take those hats off [from R]!
This is presumably obvious to most if not all R programmers, but I became aware today of a hugely (?) delaying tactic in my R codes. I was working with Jean-Michel and Natesh [who are visiting at the moment] and when coding an MCMC run I was telling them that I usually preferred to code Nsim=10000 as Nsim=10^3 for readability reasons. Suddenly, I became worried that this representation involved a computation, as opposed to Nsim=1e3 and ran a little experiment:
> system.time(for (t in 1:10^8) x=10^3) utilisateur système écoulé 30.704 0.032 30.717 > system.time(for (t in 1:1e8) x=10^3) utilisateur système écoulé 30.338 0.040 30.359 > system.time(for (t in 1:10^8) x=1000) utilisateur système écoulé 6.548 0.084 6.631 > system.time(for (t in 1:1e8) x=1000) utilisateur système écoulé 6.088 0.032 6.115 > system.time(for (t in 1:10^8) x=1e3) utilisateur système écoulé 6.134 0.029 6.157 > system.time(for (t in 1:1e8) x=1e3) utilisateur système écoulé 6.627 0.032 6.654 > system.time(for (t in 1:10^8) x=exp(3*log(10))) utilisateur système écoulé 60.571 0.000 57.103
So using the usual scientific notation with powers is taking its toll! While the calculator notation with e is cost free… Weird!
I understand that the R notation 10^6 is an abbreviation for a power function that can be equally applied to pi^pi, say, but still feel aggrieved that a nice scientific notation like 10⁶ ends up as a computing trap! I thus asked the question to the Stack Overflow forum, getting the (predictable) answer that the R code 10^6 meant calling the R power function, while 1e6 was a constant. Since 10⁶ does not differ from ππ, there is no reason 10⁶ should be recognised by R as a million. Except that it makes my coding more coherent.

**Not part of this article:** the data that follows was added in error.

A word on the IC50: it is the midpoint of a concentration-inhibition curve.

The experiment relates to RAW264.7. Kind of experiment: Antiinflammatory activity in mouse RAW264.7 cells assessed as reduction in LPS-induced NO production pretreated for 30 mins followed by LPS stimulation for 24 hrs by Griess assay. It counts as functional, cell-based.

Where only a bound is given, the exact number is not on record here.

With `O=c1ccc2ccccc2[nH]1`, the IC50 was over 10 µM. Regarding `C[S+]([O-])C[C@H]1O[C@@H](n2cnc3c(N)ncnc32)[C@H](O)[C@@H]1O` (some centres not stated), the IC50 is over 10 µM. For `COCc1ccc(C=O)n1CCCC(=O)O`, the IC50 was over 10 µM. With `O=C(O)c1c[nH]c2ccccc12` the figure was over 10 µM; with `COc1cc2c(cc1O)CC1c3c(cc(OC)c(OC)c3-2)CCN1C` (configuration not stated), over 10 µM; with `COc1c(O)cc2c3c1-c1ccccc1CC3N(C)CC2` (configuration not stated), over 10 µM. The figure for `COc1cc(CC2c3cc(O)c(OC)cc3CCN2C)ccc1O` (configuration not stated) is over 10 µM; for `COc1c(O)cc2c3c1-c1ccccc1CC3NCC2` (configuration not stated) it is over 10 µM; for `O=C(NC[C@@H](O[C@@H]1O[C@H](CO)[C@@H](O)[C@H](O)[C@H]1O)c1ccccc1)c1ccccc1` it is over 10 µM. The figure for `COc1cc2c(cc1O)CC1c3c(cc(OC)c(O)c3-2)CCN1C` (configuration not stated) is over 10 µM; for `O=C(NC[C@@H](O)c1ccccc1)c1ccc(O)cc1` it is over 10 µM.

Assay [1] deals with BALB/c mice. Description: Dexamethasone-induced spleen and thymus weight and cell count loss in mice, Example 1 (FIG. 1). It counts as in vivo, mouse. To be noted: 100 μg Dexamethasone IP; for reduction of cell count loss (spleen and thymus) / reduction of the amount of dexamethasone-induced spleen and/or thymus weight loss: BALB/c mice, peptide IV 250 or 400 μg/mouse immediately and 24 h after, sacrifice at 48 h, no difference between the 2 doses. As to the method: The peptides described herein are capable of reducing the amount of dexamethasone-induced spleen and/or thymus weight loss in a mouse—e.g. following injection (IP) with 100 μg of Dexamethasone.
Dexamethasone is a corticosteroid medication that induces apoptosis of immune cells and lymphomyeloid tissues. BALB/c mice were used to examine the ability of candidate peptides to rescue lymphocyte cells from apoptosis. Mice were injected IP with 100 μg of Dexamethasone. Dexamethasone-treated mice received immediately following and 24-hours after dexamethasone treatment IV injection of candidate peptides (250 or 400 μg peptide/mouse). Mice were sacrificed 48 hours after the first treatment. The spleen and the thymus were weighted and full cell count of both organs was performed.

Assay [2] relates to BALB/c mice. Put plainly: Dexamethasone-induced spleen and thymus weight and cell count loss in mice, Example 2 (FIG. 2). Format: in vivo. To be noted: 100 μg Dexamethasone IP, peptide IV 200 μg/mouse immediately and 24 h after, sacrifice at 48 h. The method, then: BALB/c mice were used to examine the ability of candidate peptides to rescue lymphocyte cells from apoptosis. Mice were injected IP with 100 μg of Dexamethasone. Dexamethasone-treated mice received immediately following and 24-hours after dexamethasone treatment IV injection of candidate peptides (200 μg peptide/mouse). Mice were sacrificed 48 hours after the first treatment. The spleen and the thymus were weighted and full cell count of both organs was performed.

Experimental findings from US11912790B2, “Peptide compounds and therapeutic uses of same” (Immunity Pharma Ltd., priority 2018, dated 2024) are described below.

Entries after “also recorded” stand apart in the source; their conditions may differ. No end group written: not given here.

> system.time( for (t in 1:10^8) x=pi^pi) utilisateur système écoulé 44.518 0.000 43.179 > system.time( for (t in 1:10^8) x=10^6) utilisateur système écoulé 38.336 0.000 37.860
Another thing I discovered from this answer to my question is that negative integers are also requesting call to a function:
> system.time( for (t in 1:10^8) x=1) utilisateur système écoulé 10.561 0.801 11.062 > system.time( for (t in 1:10^8) x=-1) utilisateur système écoulé 22.711 0.860 23.098
This sounds even weirder.